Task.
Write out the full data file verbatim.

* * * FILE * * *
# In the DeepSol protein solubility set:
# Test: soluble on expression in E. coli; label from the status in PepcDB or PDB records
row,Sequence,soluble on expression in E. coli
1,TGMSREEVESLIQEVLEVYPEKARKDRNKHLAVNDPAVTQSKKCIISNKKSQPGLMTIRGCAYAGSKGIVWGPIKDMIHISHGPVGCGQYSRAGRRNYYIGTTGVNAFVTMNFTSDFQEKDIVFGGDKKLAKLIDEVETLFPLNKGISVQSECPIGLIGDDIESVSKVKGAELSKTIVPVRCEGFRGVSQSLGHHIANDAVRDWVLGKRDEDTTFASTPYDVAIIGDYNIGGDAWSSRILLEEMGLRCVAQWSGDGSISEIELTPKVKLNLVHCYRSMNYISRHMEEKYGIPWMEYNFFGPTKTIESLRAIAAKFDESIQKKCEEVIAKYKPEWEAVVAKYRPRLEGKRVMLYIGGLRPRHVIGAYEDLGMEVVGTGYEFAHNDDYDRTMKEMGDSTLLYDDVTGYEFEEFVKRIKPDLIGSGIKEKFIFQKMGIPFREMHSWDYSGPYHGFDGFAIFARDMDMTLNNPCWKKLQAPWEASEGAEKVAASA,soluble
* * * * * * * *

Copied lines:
# In the DeepSol protein solubility set:
# Test: soluble on expression in E. coli; label from the status in PepcDB or PDB records
row,Sequence,soluble on expression in E. coli
1,TGMSREEVESLIQEVLEVYPEKARKDRNKHLAVNDPAVTQSKKCIISNKKSQPGLMTIRGCAYAGSKGIVWGPIKDMIHISHGPVGCGQYSRAGRRNYYIGTTGVNAFVTMNFTSDFQEKDIVFGGDKKLAKLIDEVETLFPLNKGISVQSECPIGLIGDDIESVSKVKGAELSKTIVPVRCEGFRGVSQSLGHHIANDAVRDWVLGKRDEDTTFASTPYDVAIIGDYNIGGDAWSSRILLEEMGLRCVAQWSGDGSISEIELTPKVKLNLVHCYRSMNYISRHMEEKYGIPWMEYNFFGPTKTIESLRAIAAKFDESIQKKCEEVIAKYKPEWEAVVAKYRPRLEGKRVMLYIGGLRPRHVIGAYEDLGMEVVGTGYEFAHNDDYDRTMKEMGDSTLLYDDVTGYEFEEFVKRIKPDLIGSGIKEKFIFQKMGIPFREMHSWDYSGPYHGFDGFAIFARDMDMTLNNPCWKKLQAPWEASEGAEKVAASA,soluble